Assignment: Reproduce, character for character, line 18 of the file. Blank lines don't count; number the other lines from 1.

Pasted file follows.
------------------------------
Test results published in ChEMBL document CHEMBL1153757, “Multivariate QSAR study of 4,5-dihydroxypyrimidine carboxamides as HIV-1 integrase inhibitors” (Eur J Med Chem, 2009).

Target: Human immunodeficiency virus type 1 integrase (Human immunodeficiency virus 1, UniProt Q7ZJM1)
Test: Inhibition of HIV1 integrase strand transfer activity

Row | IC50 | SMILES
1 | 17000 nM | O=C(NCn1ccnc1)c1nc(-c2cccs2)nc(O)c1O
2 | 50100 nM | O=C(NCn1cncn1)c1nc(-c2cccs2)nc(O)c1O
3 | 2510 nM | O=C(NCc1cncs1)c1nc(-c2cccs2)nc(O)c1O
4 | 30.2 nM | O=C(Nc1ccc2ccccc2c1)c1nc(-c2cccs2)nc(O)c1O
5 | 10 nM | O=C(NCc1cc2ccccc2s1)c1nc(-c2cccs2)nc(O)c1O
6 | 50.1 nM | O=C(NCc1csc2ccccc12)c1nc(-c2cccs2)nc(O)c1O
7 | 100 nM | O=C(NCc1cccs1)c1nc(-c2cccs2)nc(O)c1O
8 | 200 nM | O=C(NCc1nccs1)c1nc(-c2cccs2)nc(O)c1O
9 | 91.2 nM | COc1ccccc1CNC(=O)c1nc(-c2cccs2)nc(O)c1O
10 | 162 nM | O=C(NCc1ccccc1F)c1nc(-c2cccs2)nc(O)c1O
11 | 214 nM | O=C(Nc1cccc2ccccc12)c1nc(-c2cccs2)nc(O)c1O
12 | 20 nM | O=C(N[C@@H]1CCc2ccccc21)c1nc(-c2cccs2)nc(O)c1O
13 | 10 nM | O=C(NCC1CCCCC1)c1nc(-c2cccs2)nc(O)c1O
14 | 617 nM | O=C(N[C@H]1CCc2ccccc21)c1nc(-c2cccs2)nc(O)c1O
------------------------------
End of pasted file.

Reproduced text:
14 | 617 nM | O=C(N[C@H]1CCc2ccccc21)c1nc(-c2cccs2)nc(O)c1O